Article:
On Tuesday evening, the Chief Secretary to the Treasury, Stephen Barclay, announced that the implementation of new IR35 legislation to the private sector would be delayed. In order to help organisations through this period of unprecedented challenges, the tax reforms will not come into effect until 6th April 2021. This is a welcome relief, both to IT contractors and the organisations that engage them.
In the past few weeks, we at MRL Consulting Group have had a surge in the number of requests for flexible resources, and we know that this is the same for many other recruiters. Now, IT contractors are able to continue working and earning, and businesses can plug any shortfalls in talent caused by the spread of the virus. So, what should organisations and contractors be doing in the wake of this update?
Consider the long term
It can be difficult not to be overwhelmed by the constant stream of news and updates incoming from around the world, but organisations must remember that once this pandemic passes, we will return to normality. Whenever that may be, all of the existing challenges which were once considered most pressing will return. Competition, pace of innovation and the war for talent may be familiar battlegrounds, but they will be more difficult than ever to deal with if a business’ resources are depleted.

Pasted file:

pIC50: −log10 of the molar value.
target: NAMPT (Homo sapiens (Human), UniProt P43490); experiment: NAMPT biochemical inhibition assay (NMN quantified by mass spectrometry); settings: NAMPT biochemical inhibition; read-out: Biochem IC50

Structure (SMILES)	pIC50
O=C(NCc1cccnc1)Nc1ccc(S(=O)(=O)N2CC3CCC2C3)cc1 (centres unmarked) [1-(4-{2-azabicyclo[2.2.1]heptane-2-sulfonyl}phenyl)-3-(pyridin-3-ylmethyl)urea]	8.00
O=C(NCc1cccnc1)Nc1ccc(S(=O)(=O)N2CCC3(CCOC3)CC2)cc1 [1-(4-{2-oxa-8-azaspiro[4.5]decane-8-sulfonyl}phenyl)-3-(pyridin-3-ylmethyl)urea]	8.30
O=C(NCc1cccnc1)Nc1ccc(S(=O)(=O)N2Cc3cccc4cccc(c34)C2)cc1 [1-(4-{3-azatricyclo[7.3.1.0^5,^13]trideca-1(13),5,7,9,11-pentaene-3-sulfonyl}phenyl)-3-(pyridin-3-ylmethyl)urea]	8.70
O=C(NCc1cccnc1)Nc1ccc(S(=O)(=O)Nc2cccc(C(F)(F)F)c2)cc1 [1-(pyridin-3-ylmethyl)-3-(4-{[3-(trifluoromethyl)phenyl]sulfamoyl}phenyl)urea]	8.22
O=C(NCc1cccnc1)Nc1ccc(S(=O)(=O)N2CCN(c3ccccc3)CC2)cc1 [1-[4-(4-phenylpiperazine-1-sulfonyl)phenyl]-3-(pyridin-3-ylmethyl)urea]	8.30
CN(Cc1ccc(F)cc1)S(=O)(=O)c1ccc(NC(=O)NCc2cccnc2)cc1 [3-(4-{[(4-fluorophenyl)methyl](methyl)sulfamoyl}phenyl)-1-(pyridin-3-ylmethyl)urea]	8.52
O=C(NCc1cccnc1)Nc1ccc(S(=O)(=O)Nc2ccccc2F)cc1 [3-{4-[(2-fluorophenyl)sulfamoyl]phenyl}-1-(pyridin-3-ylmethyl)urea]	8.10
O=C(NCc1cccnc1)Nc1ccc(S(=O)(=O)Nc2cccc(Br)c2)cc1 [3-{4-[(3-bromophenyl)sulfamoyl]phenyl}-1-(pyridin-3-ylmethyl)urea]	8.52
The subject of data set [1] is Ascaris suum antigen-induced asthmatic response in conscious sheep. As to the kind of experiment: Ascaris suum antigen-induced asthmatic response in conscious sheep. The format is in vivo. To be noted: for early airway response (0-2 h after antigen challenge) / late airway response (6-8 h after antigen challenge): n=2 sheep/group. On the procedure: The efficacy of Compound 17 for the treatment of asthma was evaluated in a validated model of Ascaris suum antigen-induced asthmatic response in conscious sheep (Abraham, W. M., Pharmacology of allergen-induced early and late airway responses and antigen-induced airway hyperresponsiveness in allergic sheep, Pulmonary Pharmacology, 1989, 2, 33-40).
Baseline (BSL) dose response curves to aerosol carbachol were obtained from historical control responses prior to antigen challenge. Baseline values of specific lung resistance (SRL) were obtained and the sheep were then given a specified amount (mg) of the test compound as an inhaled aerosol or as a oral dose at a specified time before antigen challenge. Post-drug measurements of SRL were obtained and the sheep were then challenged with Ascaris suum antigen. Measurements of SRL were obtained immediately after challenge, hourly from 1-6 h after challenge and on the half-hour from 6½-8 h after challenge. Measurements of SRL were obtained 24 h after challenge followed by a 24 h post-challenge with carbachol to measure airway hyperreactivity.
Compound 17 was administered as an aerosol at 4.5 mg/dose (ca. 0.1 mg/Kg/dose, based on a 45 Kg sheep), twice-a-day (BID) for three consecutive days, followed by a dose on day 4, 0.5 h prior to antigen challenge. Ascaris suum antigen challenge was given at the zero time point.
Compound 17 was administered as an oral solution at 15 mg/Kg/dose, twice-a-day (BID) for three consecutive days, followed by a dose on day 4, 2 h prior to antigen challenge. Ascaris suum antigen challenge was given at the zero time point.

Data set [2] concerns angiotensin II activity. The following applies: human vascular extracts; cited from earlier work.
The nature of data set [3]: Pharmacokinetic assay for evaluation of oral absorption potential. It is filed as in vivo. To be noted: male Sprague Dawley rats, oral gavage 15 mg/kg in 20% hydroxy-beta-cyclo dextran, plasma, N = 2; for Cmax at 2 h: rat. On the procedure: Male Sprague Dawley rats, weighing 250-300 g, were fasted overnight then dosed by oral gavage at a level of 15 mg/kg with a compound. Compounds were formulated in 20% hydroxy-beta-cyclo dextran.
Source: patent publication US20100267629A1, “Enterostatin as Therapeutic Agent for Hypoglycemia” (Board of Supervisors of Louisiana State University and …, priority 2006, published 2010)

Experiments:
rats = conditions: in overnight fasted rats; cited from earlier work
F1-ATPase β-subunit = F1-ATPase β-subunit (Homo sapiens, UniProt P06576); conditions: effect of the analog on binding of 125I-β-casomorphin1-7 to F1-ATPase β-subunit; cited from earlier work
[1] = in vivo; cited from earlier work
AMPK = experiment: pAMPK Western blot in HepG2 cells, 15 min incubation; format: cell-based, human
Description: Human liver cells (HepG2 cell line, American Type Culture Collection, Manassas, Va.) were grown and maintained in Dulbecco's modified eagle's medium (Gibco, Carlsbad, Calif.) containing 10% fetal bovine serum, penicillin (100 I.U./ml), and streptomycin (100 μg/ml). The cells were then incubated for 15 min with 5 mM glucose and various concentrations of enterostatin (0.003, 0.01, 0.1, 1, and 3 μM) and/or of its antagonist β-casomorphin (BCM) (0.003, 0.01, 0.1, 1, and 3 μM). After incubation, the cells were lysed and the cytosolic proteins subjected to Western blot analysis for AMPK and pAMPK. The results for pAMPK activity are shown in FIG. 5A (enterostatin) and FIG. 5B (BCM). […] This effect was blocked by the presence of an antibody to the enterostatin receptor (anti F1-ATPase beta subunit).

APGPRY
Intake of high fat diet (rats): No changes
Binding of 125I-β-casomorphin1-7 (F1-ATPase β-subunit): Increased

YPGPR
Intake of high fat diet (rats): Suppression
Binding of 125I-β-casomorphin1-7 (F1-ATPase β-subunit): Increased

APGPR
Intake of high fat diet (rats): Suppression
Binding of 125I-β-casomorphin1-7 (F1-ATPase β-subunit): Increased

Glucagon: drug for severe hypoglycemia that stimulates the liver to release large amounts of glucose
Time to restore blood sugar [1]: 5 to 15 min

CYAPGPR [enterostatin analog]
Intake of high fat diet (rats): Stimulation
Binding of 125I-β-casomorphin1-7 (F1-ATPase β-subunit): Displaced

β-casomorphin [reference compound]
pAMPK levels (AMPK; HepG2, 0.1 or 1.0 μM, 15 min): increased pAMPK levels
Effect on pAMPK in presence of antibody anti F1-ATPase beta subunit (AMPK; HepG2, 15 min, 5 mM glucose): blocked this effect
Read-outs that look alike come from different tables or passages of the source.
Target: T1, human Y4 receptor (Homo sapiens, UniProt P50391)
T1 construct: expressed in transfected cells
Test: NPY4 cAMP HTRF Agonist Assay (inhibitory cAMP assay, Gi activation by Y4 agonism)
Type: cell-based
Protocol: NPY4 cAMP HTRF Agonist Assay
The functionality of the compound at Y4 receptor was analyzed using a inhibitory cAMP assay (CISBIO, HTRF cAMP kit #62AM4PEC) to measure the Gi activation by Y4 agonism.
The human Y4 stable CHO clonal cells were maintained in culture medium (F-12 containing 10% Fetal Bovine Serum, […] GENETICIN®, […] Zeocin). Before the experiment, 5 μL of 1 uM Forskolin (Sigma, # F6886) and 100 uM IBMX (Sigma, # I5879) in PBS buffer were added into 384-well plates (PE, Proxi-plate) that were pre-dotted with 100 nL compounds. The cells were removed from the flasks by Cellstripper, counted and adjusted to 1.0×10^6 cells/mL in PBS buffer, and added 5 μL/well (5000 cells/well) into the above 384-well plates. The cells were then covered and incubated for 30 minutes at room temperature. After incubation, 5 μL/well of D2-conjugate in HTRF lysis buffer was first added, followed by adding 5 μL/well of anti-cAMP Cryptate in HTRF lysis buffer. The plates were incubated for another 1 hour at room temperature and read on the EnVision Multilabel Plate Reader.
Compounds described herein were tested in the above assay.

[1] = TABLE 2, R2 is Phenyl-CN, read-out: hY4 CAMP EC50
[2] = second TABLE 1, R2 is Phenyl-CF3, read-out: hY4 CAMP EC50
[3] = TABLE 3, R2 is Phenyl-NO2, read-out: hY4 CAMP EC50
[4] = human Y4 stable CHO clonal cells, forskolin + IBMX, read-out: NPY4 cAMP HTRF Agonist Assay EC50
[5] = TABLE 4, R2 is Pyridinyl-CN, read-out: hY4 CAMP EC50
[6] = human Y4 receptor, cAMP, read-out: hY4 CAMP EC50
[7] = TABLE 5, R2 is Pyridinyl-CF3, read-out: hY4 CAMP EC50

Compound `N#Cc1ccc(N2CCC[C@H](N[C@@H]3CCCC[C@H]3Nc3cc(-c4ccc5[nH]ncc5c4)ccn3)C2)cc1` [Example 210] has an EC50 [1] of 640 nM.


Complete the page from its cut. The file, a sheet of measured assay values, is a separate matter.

Where possible, organisations should continue with projects as scheduled, taking advantage of the delay to tax reforms and hiring contractors to cover any staff unable to work. Most IT contractors can easily work remotely – and are used to doing so, allowing operations to continue while workers are displaced and discouraged from being in close proximity.
IR35 reform delay: how tech companies and contractors should respond
Everyone, including IT contractors, should be following the government advice on social distancing and self-isolation; contractors should not put themselves or others at risk and should always consider alternative ways of working when possible.
For businesses, this means implementing the same health and safety standards for both permanent and temporary staff. All of us have a responsibility to prevent the spread of the virus, and we must take this seriously. Encourage remote working where possible, reduce physical contact and take the necessary hand washing and sanitising steps.
Engage with experts
This is a time when the most business-critical processes must come first, so both contractors and organisations should engage with those who have the niche skills and experiences which will best aid them. Just as we would go to respected news sources for details on the latest developments related to the virus, individuals should seek expert advice on other matters.
Both businesses and contractors should engage with specialist recruiters, so that roles can be filled quickly and by the right person. Likewise, organisations and workers should rely on legal and financial experts should they have any questions or concerns.
Why should tech companies use tech consultants?
Keep calm and carry on
Though this is not a situation anyone would have wished for, every cloud has a silver lining, and the delay of IR35 is just that for contractors and their clients. Not only does this provide some financial security for contractors who may otherwise have found it difficult to work, but this helps businesses to operate as normally as possible in the current circumstances.
The best way to ensure a smooth path back to reality is to keep business functioning wherever and however possible. By engaging with contractors, organisations can steady the ship and ensure not just continuity, but longevity, following the peak of this crisis.